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Leggett: 'Kings of the Yukon' an eye-opening read about Canada's salmon plight

Mike Leggett
American-Statesman Correspondent
Rainbow trout such as this are among the fish dependent on migrating salmon for a large part of their late summer diet. Salmon eggs are one reason they grow to such large sizes.

I guess I’ve always been kind of a climate denier.

Yes, something was wrong; things have gotten hotter and more unstable, but I couldn’t be sure that it was anything that people have done.

Nature has gone through massive changes in the past but we always came out of it. When I was a kid in the 1950s, scientists were predicting that we were inching closer and closer to another ice age.

Now we’ve plainly laid our lives on the line with heat — blistering, suffocating heat — and ocean storms and unstoppable wildfires and collapsing ecosystems. Our governor even had the gall to blame the failure of our power grid during the massive blizzard in February — the likes of which we’ve never seen in Texas — on a reliance on wind turbines.

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That power failure had been predicted years before, but nobody did anything about it until it was too late. So we will appoint another committee to study it and then do nothing again until we have another crisis on our hands and then try to hand the problem off to someone else.

What I’m trying to say is that fish populations, wild fish populations like salmon, are in trouble while we’re trying to get permission to dig and displace millions of tons of Alaskan river delta in Bristol Bay in order to get a few ounces of gold that nobody needs except the big-money interests who have put up the cash to fund the “Pebble Mine.”

That’s been on the table, then off the table and then back on and now off again, as we’ve changed presidents and governments that have differing views on whether it’s more important to save and preserve salmon stocks and fragile ecosystems or to let some people make a bunch of money while ignoring the impact on those same fish.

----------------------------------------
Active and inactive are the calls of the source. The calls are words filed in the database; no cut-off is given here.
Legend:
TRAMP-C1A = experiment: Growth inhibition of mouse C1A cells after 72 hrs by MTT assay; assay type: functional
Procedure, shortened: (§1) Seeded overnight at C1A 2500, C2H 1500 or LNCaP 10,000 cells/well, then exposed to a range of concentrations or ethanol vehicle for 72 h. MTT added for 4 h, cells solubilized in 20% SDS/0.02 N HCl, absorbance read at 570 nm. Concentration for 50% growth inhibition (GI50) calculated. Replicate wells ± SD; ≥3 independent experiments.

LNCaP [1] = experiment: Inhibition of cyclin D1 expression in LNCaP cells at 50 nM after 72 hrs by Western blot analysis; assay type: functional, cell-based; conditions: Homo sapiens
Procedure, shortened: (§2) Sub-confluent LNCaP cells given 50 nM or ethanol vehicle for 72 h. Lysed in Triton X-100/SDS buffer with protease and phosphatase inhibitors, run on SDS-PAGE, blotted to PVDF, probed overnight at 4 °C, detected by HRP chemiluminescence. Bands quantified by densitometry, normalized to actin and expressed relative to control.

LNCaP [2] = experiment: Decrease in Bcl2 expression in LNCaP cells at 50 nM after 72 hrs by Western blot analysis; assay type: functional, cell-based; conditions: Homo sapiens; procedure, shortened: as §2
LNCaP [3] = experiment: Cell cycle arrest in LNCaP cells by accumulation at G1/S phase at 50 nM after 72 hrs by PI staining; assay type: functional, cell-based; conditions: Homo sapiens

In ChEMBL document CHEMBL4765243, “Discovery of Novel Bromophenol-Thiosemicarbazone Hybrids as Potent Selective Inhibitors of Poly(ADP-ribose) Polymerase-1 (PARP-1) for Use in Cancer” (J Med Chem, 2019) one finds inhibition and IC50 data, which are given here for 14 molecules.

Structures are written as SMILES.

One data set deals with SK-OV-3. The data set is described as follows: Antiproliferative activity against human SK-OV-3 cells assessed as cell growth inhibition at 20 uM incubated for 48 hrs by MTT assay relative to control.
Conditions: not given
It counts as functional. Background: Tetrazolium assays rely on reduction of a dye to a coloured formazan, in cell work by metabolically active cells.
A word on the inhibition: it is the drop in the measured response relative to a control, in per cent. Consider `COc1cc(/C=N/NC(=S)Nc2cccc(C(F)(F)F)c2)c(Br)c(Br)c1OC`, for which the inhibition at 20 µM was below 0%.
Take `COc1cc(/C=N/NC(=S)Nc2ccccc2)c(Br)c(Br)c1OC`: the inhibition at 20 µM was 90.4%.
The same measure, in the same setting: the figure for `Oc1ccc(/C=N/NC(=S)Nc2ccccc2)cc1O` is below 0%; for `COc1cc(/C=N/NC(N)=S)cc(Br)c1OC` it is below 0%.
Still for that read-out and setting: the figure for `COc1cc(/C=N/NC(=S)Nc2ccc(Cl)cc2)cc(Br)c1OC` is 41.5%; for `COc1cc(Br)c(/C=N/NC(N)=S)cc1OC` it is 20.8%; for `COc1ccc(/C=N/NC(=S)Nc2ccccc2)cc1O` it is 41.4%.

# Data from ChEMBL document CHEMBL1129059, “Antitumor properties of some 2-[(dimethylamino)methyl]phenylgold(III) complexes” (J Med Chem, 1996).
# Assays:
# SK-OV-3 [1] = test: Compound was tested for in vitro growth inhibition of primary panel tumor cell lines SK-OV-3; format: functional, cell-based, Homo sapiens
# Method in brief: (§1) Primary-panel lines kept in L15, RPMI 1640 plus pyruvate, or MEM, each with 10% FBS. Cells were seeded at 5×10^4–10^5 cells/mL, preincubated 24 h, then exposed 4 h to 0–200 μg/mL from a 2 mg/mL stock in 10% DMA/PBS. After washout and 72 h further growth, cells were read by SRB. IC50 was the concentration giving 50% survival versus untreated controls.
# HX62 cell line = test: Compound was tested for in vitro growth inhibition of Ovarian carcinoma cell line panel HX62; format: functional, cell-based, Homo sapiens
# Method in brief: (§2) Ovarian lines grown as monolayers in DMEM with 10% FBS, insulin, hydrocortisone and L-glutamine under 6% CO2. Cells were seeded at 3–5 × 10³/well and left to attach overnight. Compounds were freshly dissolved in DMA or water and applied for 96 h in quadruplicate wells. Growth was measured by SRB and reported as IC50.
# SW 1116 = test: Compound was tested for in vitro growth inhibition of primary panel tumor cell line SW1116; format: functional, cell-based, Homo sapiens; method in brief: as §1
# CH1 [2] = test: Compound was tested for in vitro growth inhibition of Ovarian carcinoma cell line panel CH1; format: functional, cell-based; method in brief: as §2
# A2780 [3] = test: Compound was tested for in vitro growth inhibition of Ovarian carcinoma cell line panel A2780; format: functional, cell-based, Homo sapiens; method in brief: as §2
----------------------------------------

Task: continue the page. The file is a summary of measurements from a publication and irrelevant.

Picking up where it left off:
OK, that’s the sermon. Now here’s what has gotten me so torqued up I’m practically vibrating. It’s a book, “Kings of the Yukon,” by Adam Weymouth. He’s a young British author who lives on a boat in London and doesn’t answer email, at least for the past few months.

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Weymouth was never too much of an angler, but he wanted to write something about salmon and what’s happening to them all over the world. He chose king salmon, or Chinooks if you prefer, and their decline in the waters of Canada and Alaska.

My wife bought the book for me, and I read it in about 24 hours of a marathon intake of the information about the famed salmon of the Yukon River, which runs a nearly 2,000-mile course out of Canada into the Pacific Ocean. Weymouth decided he’d like to paddle down the river and talk to the various native people he encountered, as well as the European descendants of the white settlers in the region.

It was an amazing and brave epic adventure on a wild and beautiful river that has been the lifeblood of Alaska and Yukon for longer than there’s been anybody around to write it down and keep track. Weymouth did it with a brave heart and a stout back, coupled with a keen eye toward the social and historical aspects of life built around a single fish.

Kings are, or were, giant salmon that kept native peoples alive through winters of bone-chilling cold and long Arctic nights. The fish sustained entire populations of natives, almost all of whom had their own particular “fish camp” to which they returned every spring when the salmon began their grueling return to the vary waters where they were born.